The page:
|CNET: The Cheat Network
By Staff, GoodTimeNews
April 1, 1999 2:20 PM PT
CNET (NASDAQ CNET) and Ziff-Davisí ZDNet (NASDAQ ZDZ) decided to get together at a SoMa (San Francisco lingo for the area south of Market Street) brew-pub, for a little bonding and industry camaraderie over several vats of beer.
Astute observers picked up on the impending fiasco immediately, when a contingent of CNET drones showed up in T-shirts specially-printed for the occasion in an apparent attempt to prove that team spirit exists among CEO Halsey Minor's minions. "It was dreadful," one observer to CNETís arrival exclaimed. "We were expecting a casual get-together, but then this squadron of pale-skinned men wearing tee-shirts made my friend and I think something funny was going on. And their blue business-shirt collars were sticking out from underneath!"
Some of the CNET contingentís artificially-inspired gusto quickly wavered when the team-member who had made the most noise about "keeping it man style" and "trampling the ZDNet competition" unexpectedly bowed out after the first round, with a glazed look in his eyes.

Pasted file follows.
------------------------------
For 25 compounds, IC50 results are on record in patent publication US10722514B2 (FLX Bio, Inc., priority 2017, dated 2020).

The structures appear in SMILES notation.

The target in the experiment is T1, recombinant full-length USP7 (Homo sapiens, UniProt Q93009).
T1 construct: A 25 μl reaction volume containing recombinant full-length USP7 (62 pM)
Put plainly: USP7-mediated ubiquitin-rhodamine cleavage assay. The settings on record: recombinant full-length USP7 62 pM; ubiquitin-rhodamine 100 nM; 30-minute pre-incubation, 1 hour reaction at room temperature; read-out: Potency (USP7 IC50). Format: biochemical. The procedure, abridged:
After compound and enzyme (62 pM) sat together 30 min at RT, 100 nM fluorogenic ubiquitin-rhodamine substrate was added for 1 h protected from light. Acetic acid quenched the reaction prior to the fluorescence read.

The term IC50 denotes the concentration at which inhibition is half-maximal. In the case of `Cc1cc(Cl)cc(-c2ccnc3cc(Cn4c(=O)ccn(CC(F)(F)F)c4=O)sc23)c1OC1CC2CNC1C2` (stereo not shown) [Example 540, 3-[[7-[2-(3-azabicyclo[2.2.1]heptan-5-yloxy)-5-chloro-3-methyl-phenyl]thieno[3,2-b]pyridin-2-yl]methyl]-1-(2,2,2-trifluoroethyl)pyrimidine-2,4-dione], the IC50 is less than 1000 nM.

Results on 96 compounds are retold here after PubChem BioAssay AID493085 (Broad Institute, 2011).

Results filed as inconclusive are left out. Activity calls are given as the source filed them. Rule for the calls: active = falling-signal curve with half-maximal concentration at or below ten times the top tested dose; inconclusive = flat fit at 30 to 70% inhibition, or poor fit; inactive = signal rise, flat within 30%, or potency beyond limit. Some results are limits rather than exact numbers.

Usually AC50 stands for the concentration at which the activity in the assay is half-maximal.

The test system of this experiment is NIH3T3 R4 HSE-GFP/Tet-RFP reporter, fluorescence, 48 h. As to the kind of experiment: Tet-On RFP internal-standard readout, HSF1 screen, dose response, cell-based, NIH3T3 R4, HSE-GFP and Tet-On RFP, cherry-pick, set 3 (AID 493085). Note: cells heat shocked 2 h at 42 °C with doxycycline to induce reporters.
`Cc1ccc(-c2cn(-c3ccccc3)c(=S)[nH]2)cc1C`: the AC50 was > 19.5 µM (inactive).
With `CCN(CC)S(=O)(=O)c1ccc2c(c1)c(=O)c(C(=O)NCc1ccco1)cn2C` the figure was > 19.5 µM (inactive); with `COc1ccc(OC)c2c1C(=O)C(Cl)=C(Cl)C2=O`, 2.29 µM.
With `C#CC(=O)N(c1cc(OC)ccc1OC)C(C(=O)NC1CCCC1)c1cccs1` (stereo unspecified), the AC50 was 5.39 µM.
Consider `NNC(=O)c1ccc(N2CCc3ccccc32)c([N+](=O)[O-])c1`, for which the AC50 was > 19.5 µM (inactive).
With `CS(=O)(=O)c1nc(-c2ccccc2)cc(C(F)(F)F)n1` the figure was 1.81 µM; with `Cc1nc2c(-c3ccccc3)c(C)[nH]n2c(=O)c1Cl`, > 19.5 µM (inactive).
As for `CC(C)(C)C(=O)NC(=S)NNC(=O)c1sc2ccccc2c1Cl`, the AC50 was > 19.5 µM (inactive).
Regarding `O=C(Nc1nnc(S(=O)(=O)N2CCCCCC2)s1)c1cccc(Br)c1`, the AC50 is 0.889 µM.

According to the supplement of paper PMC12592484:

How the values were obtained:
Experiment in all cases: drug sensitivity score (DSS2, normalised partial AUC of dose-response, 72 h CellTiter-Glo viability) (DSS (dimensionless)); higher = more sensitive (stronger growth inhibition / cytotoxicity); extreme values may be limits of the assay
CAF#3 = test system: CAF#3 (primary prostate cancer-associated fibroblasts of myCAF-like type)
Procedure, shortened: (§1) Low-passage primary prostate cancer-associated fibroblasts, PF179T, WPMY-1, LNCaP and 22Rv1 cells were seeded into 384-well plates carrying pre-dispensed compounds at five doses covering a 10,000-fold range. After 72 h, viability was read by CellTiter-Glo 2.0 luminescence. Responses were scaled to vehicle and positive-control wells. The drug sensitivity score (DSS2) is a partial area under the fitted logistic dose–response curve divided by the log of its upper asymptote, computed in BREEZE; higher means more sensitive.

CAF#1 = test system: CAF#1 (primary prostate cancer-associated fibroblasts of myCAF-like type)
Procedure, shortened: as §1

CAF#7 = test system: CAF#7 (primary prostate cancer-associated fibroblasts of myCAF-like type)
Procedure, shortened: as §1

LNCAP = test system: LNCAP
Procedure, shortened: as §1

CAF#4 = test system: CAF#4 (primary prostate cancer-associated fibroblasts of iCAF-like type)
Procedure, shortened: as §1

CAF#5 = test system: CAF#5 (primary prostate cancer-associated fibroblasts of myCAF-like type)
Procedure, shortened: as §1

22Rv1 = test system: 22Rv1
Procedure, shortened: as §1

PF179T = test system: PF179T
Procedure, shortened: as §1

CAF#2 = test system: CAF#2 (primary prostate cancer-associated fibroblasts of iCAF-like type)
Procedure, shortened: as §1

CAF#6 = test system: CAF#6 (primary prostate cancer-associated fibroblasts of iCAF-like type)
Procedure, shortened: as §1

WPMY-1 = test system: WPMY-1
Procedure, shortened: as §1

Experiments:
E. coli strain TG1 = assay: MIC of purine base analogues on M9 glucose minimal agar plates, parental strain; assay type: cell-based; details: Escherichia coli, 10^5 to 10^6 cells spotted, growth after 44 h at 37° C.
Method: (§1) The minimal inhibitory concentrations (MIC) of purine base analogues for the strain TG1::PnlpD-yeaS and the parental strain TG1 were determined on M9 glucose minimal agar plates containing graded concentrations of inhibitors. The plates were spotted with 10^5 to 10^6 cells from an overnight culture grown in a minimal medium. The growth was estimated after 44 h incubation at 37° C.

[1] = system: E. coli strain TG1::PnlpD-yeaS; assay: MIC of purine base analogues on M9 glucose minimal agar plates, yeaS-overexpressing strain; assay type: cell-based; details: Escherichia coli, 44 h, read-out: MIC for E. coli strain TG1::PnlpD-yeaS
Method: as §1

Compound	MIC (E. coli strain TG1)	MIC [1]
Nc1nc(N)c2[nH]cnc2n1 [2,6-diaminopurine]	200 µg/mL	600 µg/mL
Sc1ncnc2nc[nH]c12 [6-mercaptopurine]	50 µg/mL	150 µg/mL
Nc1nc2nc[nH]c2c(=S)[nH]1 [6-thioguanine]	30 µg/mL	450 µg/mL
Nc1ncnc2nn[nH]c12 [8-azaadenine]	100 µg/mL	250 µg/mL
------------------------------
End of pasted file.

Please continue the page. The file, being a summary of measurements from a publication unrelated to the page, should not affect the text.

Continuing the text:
From this point, the scene quickly deteriorated, according to various reports, as the yonks in yellow demonstrated through a series of frat house antics that their main goal of the evening was simple: to grope as many female ZDNet employees as possible. One CNET Gamecenter reporter performed a drunken striptease before handing his sweat-soaked tee to a petrified female ZDNet staffer, while another ZDNet woman fended off requests to bare all in exchange for one of the precious garments. "I felt like I was stuck in the middle of a spring break party gone bad," a ZDNET employee gasped as she fled the bar sobbing hysterically.
Many of the ZDNET employees noticed that CNET chief Halsey Minor, in a move that some took as an indicator of his own embarrassment at his employees' pitiful performance, had ripped off his own gangrene-toned team shirt before he rounded the corner the pub is located on.
The most startling accusation came, however, days later when a disturbing video of the evening surfaced the most egregious violation of ethics. In the controversial footage, Matt Rotter, self-acclaimed star anchor of the CNET booze team, can be clearly seen drinking before it was his turn in the tag-team drinking event that was the highlight of the competition. "In all my years, Iíve never seen anything like it," a shocked ZDNET manager indicated. "They were 100% frat boy when it came to socializing, but when it came to drinking, they turned tail and ran."
Ironically enough, the incriminating video was circulated by CNET itself.
In light of this, experts are asking some very hard questions of the upstart company. Foremost on everyoneís minds for the time being, though: how many other of these seemingly innocent, but actually mean-spirited cheating episodes has CNET perpetrated that havenít made it to tape?
Get Personal News Alert
Downloads in the news